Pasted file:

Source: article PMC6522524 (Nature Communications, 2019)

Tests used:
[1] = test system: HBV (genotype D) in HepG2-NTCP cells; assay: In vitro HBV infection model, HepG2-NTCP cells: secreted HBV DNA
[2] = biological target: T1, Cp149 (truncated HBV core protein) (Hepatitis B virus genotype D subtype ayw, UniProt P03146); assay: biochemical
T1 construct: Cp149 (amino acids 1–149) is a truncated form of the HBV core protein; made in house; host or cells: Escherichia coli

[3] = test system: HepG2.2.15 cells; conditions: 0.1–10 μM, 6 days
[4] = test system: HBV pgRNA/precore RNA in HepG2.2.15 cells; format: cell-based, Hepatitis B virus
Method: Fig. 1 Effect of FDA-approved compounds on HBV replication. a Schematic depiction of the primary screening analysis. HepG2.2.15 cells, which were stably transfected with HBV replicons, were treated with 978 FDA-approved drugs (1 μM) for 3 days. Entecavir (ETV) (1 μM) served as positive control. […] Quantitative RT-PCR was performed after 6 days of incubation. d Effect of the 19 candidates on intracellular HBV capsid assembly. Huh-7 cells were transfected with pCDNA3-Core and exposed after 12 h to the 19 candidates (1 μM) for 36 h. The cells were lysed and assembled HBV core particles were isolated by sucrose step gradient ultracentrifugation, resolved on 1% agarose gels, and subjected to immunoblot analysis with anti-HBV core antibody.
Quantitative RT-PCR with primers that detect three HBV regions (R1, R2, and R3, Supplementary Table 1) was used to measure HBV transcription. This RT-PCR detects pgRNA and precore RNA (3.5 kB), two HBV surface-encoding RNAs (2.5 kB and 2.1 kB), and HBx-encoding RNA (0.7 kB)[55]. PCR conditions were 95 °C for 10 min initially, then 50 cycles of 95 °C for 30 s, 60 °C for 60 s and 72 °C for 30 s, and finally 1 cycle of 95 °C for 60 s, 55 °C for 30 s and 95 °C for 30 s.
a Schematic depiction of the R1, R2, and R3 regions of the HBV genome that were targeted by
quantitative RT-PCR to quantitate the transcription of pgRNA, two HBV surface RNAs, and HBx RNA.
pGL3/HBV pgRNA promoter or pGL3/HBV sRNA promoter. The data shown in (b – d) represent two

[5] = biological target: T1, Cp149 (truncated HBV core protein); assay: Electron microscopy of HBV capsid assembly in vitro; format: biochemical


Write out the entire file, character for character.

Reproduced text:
Source: article PMC6522524 (Nature Communications, 2019)

Tests used:
[1] = test system: HBV (genotype D) in HepG2-NTCP cells; assay: In vitro HBV infection model, HepG2-NTCP cells: secreted HBV DNA
[2] = biological target: T1, Cp149 (truncated HBV core protein) (Hepatitis B virus genotype D subtype ayw, UniProt P03146); assay: biochemical
T1 construct: Cp149 (amino acids 1–149) is a truncated form of the HBV core protein; made in house; host or cells: Escherichia coli

[3] = test system: HepG2.2.15 cells; conditions: 0.1–10 μM, 6 days
[4] = test system: HBV pgRNA/precore RNA in HepG2.2.15 cells; format: cell-based, Hepatitis B virus
Method: Fig. 1 Effect of FDA-approved compounds on HBV replication. a Schematic depiction of the primary screening analysis. HepG2.2.15 cells, which were stably transfected with HBV replicons, were treated with 978 FDA-approved drugs (1 μM) for 3 days. Entecavir (ETV) (1 μM) served as positive control. […] Quantitative RT-PCR was performed after 6 days of incubation. d Effect of the 19 candidates on intracellular HBV capsid assembly. Huh-7 cells were transfected with pCDNA3-Core and exposed after 12 h to the 19 candidates (1 μM) for 36 h. The cells were lysed and assembled HBV core particles were isolated by sucrose step gradient ultracentrifugation, resolved on 1% agarose gels, and subjected to immunoblot analysis with anti-HBV core antibody.
Quantitative RT-PCR with primers that detect three HBV regions (R1, R2, and R3, Supplementary Table 1) was used to measure HBV transcription. This RT-PCR detects pgRNA and precore RNA (3.5 kB), two HBV surface-encoding RNAs (2.5 kB and 2.1 kB), and HBx-encoding RNA (0.7 kB)[55]. PCR conditions were 95 °C for 10 min initially, then 50 cycles of 95 °C for 30 s, 60 °C for 60 s and 72 °C for 30 s, and finally 1 cycle of 95 °C for 60 s, 55 °C for 30 s and 95 °C for 30 s.
a Schematic depiction of the R1, R2, and R3 regions of the HBV genome that were targeted by
quantitative RT-PCR to quantitate the transcription of pgRNA, two HBV surface RNAs, and HBx RNA.
pGL3/HBV pgRNA promoter or pGL3/HBV sRNA promoter. The data shown in (b – d) represent two

[5] = biological target: T1, Cp149 (truncated HBV core protein); assay: Electron microscopy of HBV capsid assembly in vitro; format: biochemical